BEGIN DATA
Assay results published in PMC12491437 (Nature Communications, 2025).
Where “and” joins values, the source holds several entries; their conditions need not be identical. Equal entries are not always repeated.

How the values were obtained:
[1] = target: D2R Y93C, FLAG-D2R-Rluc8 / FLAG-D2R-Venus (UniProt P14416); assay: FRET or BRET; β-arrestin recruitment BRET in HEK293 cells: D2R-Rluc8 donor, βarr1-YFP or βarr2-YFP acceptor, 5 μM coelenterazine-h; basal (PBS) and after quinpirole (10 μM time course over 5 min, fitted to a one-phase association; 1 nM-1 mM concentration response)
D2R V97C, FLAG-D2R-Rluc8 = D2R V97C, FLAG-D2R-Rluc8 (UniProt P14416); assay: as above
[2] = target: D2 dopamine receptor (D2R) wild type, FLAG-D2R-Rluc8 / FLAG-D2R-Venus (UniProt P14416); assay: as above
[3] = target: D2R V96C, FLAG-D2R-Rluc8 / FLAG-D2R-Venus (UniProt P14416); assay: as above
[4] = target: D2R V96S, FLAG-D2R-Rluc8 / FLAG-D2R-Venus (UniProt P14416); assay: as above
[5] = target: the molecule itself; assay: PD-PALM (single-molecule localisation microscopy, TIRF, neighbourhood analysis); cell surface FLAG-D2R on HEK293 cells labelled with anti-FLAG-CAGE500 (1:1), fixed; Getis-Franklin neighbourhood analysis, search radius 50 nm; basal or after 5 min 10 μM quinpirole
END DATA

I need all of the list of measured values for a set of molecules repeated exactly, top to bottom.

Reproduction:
Assay results published in PMC12491437 (Nature Communications, 2025).
Where “and” joins values, the source holds several entries; their conditions need not be identical. Equal entries are not always repeated.

How the values were obtained:
[1] = target: D2R Y93C, FLAG-D2R-Rluc8 / FLAG-D2R-Venus (UniProt P14416); assay: FRET or BRET; β-arrestin recruitment BRET in HEK293 cells: D2R-Rluc8 donor, βarr1-YFP or βarr2-YFP acceptor, 5 μM coelenterazine-h; basal (PBS) and after quinpirole (10 μM time course over 5 min, fitted to a one-phase association; 1 nM-1 mM concentration response)
D2R V97C, FLAG-D2R-Rluc8 = D2R V97C, FLAG-D2R-Rluc8 (UniProt P14416); assay: as above
[2] = target: D2 dopamine receptor (D2R) wild type, FLAG-D2R-Rluc8 / FLAG-D2R-Venus (UniProt P14416); assay: as above
[3] = target: D2R V96C, FLAG-D2R-Rluc8 / FLAG-D2R-Venus (UniProt P14416); assay: as above
[4] = target: D2R V96S, FLAG-D2R-Rluc8 / FLAG-D2R-Venus (UniProt P14416); assay: as above
[5] = target: the molecule itself; assay: PD-PALM (single-molecule localisation microscopy, TIRF, neighbourhood analysis); cell surface FLAG-D2R on HEK293 cells labelled with anti-FLAG-CAGE500 (1:1), fixed; Getis-Franklin neighbourhood analysis, search radius 50 nm; basal or after 5 min 10 μM quinpirole